If you are about to embark on the journey of developing your own software program, you may be overwhelmed by the different ways to accomplish the task. How do you choose the right team? How do you know if someone is capable of coding the kind of product you need them to? You don’t have a huge budget and can’t afford to waste money trying different developers out hoping one of them will be up to the task. Watch our video, and let us answer some of these questions for you. You’ll get some valuable ideas about finding the right coding partner and you’ll feel a little less stressed as a result.
How do I assess the quality of software development?
Know thyself and what you want to pay for. Once again if your developer says, yes, I will do a great job they may not have the support around to make it a great project; through the assistance of Project Managers or particularly with the assistance of UX. In recent years there has been a change to be more UX focused and customer focused. Really finding out what the customer needs and then developing a development project around the customer is of high importance. It is a skill that will define the quality of the development process.
Referees. Call their referees. Ask for referees of similar size and give them a buzz. Talk to them not only about their development project but how they engage with you as a developer. Were there people at hand? Were they quick to respond? Did they deliver on time? What methods are they using to move the project along?
Small tasks. This one I used quite often. It’s giving any developer, particularly overseas, a task where I’ve chunked a large project down to a 5% piece. I would give each of three or four final developers, it was the final filter process, I would give them a really small chunk of the project and I’d say I need this built.
I’d sit and watch. I’d be interested in how they were going to communicate with me, how quickly they deliver it and the quality of software development and of the product at the end. You get a very good taste of what the service is going to be like from a very small piece of the work, without spending a huge amount of money. That is one strategy.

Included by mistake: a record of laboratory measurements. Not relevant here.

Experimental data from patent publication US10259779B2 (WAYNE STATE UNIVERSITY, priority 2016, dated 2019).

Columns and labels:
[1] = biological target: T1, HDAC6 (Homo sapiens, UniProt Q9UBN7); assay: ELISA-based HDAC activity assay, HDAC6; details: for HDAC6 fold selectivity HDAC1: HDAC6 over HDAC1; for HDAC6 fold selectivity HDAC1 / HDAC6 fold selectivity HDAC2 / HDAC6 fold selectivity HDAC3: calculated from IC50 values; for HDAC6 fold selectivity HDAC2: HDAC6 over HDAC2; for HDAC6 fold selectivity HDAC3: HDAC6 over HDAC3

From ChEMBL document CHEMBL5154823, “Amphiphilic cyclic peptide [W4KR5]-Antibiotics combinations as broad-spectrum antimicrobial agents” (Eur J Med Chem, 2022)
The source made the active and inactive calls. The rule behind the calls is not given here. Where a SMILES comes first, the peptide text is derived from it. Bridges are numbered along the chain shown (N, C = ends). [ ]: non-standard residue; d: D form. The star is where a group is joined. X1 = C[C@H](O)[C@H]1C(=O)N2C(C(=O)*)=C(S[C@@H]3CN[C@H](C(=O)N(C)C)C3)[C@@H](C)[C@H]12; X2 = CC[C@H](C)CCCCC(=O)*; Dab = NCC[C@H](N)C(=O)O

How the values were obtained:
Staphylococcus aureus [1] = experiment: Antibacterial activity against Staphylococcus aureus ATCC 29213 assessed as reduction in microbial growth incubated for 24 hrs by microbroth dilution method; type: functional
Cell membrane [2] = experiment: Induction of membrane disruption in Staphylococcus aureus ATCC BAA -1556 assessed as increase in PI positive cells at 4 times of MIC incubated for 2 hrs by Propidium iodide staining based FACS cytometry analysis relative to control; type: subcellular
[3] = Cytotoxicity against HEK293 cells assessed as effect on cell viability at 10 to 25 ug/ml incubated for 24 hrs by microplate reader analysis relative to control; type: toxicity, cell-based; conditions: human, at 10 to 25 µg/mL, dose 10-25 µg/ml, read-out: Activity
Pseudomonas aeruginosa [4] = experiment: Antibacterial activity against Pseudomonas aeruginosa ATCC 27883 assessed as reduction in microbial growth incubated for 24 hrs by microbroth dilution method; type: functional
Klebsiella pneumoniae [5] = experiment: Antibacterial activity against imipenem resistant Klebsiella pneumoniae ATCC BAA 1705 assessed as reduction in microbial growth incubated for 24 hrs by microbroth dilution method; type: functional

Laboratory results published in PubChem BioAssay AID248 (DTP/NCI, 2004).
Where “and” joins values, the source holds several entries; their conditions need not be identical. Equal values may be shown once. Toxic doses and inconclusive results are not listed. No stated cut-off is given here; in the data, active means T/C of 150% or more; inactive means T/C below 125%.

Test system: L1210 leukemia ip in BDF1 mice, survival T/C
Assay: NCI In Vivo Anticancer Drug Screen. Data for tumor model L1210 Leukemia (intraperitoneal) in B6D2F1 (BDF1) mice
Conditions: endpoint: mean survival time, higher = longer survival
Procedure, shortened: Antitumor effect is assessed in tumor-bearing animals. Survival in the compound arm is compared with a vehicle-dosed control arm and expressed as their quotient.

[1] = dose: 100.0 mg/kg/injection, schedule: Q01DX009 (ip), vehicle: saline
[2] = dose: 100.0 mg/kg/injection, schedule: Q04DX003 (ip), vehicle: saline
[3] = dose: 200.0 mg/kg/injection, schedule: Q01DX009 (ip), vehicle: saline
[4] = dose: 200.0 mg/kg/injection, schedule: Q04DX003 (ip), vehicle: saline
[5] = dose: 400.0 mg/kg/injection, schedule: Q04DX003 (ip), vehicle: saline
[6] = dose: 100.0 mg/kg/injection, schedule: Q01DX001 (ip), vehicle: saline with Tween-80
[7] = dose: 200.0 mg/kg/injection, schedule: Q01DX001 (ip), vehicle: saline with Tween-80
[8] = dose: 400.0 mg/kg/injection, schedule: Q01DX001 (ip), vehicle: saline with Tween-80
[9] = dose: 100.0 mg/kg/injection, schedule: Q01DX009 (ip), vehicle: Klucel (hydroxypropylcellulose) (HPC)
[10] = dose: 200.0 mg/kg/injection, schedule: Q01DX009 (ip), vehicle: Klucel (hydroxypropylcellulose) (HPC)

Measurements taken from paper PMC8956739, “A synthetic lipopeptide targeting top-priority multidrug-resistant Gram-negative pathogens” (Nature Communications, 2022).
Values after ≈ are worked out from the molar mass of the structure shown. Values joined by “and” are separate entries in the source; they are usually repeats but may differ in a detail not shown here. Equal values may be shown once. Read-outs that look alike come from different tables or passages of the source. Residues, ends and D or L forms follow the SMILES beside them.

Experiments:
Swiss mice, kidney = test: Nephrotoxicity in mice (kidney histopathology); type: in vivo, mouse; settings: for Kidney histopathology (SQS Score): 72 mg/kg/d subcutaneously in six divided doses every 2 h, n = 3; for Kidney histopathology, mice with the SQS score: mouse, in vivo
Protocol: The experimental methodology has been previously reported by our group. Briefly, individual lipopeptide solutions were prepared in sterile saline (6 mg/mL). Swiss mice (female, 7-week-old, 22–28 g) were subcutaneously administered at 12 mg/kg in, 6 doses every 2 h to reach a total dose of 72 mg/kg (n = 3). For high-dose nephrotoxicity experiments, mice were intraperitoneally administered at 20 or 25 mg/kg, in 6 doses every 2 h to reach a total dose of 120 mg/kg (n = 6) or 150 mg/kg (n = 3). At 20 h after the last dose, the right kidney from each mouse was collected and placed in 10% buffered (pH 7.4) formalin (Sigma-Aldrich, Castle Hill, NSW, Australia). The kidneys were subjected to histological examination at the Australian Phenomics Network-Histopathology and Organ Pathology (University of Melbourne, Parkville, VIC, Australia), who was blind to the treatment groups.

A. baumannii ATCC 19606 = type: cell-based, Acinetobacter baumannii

Regular demonstrations. Alex will talk soon about regular demonstrations in terms of sprint weeks. One thing with international development is that when demonstrations stop, they’ve run into a difficulty of delivering the project. It’s gone beyond them and everything stops. I spent a good three months trying to get the software developer in Russia, because he got to a point that he couldn’t complete the work because it had got beyond him, beyond his skill set. When that stops, that is when you should be looking at the warning signs for yourself in terms of the project and whether you need to move it to someone else.
Look for the signals:
- Code review process. In Alliance we have tech leads who will be reviewing the code from those developing under them. So there is a constant review process going on.
- Automated testing. Have they got an automating testing in place? Are they suggesting automating testing as part of the project?
- Do they think about users? Have they got a UX expert within the team or are they considering that what they’re building is actually going to be used by someone and therefore the look, the feel, the functionality is working for the end user?
There’s no way to know if a coder is going to end up being the right fit at the start of a project. Before you lose time and money, you can apply some of the concepts we’ve introduced in this video. Test your coders out with a few smaller pieces of the project and see how they approach the job. Is it getting finished? How elegant is the result? You are better off spending a little money to get a feel for the right people to work with than to spend more money on an entire project that you can’t get out of.
Do you need to work with a gifted team of developers aimed at understanding your goals? Contact us, and let’s discuss your project today.